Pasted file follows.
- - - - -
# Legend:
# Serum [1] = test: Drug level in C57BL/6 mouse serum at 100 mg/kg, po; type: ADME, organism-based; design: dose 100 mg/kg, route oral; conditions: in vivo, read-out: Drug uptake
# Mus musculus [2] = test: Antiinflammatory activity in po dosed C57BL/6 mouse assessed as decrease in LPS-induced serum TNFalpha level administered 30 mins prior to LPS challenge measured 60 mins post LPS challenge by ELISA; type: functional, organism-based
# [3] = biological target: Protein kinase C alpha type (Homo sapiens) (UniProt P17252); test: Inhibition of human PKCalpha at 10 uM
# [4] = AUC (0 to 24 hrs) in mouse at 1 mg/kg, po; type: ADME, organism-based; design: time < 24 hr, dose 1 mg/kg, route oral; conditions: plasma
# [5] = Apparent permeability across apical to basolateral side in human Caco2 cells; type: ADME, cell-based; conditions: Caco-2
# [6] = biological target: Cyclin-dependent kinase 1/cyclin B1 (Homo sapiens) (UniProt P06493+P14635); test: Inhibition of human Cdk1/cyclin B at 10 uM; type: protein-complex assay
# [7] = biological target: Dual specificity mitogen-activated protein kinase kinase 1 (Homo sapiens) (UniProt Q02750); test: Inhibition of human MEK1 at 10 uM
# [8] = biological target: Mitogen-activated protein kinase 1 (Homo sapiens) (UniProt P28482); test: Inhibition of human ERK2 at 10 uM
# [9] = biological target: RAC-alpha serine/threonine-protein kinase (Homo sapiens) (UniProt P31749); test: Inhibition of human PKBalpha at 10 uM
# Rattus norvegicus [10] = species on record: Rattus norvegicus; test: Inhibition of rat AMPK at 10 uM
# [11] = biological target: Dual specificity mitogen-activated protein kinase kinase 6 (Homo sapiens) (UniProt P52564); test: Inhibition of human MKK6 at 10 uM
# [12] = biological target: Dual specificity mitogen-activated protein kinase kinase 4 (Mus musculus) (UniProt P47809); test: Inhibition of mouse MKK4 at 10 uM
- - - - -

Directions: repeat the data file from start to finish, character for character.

# Legend:
# Serum [1] = test: Drug level in C57BL/6 mouse serum at 100 mg/kg, po; type: ADME, organism-based; design: dose 100 mg/kg, route oral; conditions: in vivo, read-out: Drug uptake
# Mus musculus [2] = test: Antiinflammatory activity in po dosed C57BL/6 mouse assessed as decrease in LPS-induced serum TNFalpha level administered 30 mins prior to LPS challenge measured 60 mins post LPS challenge by ELISA; type: functional, organism-based
# [3] = biological target: Protein kinase C alpha type (Homo sapiens) (UniProt P17252); test: Inhibition of human PKCalpha at 10 uM
# [4] = AUC (0 to 24 hrs) in mouse at 1 mg/kg, po; type: ADME, organism-based; design: time < 24 hr, dose 1 mg/kg, route oral; conditions: plasma
# [5] = Apparent permeability across apical to basolateral side in human Caco2 cells; type: ADME, cell-based; conditions: Caco-2
# [6] = biological target: Cyclin-dependent kinase 1/cyclin B1 (Homo sapiens) (UniProt P06493+P14635); test: Inhibition of human Cdk1/cyclin B at 10 uM; type: protein-complex assay
# [7] = biological target: Dual specificity mitogen-activated protein kinase kinase 1 (Homo sapiens) (UniProt Q02750); test: Inhibition of human MEK1 at 10 uM
# [8] = biological target: Mitogen-activated protein kinase 1 (Homo sapiens) (UniProt P28482); test: Inhibition of human ERK2 at 10 uM
# [9] = biological target: RAC-alpha serine/threonine-protein kinase (Homo sapiens) (UniProt P31749); test: Inhibition of human PKBalpha at 10 uM
# Rattus norvegicus [10] = species on record: Rattus norvegicus; test: Inhibition of rat AMPK at 10 uM
# [11] = biological target: Dual specificity mitogen-activated protein kinase kinase 6 (Homo sapiens) (UniProt P52564); test: Inhibition of human MKK6 at 10 uM
# [12] = biological target: Dual specificity mitogen-activated protein kinase kinase 4 (Mus musculus) (UniProt P47809); test: Inhibition of mouse MKK4 at 10 uM